Once the NPO was well-established in 2015, he stood down and started life as a freelance, old-school lumberjack. In addition to working with Adachi to create roads and thin trees, he also received a number of requests to design and build exterior spaces for houses. And in 2019, he announced a new project.
“Logs that are bent, knotted, or have thick branches cannot be used as building materials, but they have an elegant natural beauty which I love. I was sure there was a way I could use them.”
This thought inspired Jinnouchi to launch the project called ‘Kikori Builders’. Their first purchase as a group was a sawmill, which was bought with funds from generous crowdfunding. From there the project sprung to life and using local straw and soil, they built homes for the locals using people-centred ‘appropriate technology’. The first major project was the “Jojoni Bread Warehouse” building which was relocated from Asahikawa to Shimokawa. The idea of making a house with things found in the mountain was combined with the idea of baking naturally fermented bread over a fire made from burning local wood inside a firewood kiln made of soil.
“The notion of social architecture and forestry, including the independence of the local community, are now all connected. Finally, we have all the parts.”
Three years ago, Jinnouchi returned to music. His CD was reprinted and he started to go on tour. Looking back on his life at the end of a long interview, he jokes that he has “detoured a lot” but adds that every single path—wide and narrow—was valuable. He has rotated through his talents like chapters in a book and poured furious energy toward the realisation of a sustainable society. Now, he has arrived at where he started. Each of the paths and talents fold in to each other and exist because of each other—like the strata of the earth.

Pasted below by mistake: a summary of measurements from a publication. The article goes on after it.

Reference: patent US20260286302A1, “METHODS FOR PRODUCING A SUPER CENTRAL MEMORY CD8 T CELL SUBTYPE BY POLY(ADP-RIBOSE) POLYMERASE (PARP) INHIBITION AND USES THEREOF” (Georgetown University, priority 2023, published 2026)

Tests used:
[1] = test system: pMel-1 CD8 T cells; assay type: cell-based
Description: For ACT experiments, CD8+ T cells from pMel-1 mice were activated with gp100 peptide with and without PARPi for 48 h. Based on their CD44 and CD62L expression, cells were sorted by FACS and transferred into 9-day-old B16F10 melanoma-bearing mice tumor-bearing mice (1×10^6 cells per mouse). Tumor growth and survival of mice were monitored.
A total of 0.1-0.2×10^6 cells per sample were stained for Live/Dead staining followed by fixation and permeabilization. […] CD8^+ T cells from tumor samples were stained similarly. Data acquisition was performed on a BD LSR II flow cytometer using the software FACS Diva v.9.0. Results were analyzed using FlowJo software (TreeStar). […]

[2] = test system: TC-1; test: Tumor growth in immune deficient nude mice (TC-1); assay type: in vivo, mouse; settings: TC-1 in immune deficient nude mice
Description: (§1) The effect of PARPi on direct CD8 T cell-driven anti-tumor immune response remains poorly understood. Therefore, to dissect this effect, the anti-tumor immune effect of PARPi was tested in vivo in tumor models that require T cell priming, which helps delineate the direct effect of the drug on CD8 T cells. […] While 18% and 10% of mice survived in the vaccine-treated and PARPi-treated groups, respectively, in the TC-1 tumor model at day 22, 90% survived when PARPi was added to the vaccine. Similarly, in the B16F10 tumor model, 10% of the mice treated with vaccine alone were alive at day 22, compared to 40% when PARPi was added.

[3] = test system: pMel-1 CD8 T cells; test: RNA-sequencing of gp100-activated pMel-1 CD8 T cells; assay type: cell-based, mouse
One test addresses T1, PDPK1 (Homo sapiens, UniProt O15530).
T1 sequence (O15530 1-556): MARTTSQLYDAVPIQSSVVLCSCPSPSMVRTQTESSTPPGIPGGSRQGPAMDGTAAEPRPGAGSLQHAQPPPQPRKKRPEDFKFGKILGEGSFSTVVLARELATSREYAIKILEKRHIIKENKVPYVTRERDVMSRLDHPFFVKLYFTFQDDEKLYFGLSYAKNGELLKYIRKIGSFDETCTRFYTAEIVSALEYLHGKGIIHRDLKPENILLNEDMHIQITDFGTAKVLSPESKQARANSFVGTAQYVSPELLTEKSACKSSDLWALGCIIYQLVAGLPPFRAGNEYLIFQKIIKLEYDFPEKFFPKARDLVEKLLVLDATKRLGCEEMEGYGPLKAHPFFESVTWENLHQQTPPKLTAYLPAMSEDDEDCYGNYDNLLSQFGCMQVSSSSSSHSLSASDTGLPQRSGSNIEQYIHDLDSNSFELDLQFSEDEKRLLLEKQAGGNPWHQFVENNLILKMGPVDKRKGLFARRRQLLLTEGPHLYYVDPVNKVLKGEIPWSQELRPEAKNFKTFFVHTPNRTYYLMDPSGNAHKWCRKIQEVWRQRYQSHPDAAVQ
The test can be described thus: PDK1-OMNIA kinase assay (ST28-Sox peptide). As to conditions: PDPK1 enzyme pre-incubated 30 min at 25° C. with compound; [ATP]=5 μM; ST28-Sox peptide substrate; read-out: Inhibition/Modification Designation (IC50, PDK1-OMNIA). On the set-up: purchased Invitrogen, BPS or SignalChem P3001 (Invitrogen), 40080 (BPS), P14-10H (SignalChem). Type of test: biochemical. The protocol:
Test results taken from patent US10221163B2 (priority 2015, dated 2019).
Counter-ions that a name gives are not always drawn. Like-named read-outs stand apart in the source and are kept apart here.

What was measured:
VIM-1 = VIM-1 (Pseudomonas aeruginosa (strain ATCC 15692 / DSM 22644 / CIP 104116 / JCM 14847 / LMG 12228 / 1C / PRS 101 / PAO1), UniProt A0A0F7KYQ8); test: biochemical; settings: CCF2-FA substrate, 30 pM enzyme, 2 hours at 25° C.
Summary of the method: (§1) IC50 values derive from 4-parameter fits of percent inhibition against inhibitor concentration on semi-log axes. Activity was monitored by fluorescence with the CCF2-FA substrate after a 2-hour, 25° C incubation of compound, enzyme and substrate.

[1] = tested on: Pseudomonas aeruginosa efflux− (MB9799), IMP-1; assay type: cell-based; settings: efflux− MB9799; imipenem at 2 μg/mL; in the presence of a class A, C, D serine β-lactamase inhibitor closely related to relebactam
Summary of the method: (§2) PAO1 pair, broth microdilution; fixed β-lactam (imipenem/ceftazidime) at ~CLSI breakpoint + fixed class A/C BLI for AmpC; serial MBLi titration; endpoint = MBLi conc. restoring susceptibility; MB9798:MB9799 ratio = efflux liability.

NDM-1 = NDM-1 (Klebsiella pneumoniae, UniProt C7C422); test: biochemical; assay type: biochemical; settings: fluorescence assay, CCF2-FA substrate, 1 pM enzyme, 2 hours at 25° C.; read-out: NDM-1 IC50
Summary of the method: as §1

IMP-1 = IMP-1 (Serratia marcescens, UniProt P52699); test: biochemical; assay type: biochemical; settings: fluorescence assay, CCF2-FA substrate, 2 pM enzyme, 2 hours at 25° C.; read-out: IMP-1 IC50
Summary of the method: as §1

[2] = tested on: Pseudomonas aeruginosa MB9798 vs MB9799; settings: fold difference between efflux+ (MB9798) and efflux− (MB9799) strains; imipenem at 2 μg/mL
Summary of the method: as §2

“I am thinking about simpler ways to get trees, straw, and soil for houses. At the mountainside there are kikori and a sawmill, and a small road that connects with the village. If there are kikori professionals in each area of Hokkaido, the whole prefecture could get excited about being more hands on with nature. I can have my dreams I guess!’
The future imagined by the ‘Kikori Builders’ has an almost radiant quality that contrasts from that of a society that unvaryingly prioritises economic efficiency. Perhaps the plan that Jinnouchi developed in his graduation thesis 30 years ago may be realised sooner than one would have thought.
“THERE ARE KIKORI ON THE EDGE OF THE MOUNTAIN, WITH A ROAD THAT CONNECTS TO THE VILLAGE.”
Born in Sapporo in 1966. Graduated from Tokyo University of the Arts. Worked in a design firm before moving to the Shimokawacho Forestry Cooperative in 1993. Having always had a passion for music, he released a CD album called “Kitanokuni E Yukou” in 1999.
In 2000, he begun to focus on an essential oils business as part of the Forestry Cooperative. In 2006, he founded the NPO Morinet Hokkaido in Asahikawa, and in 2015, he supervised forestry and the creation of free forest spaces as a freelancer. In 2019, he began work with Kikori Builders.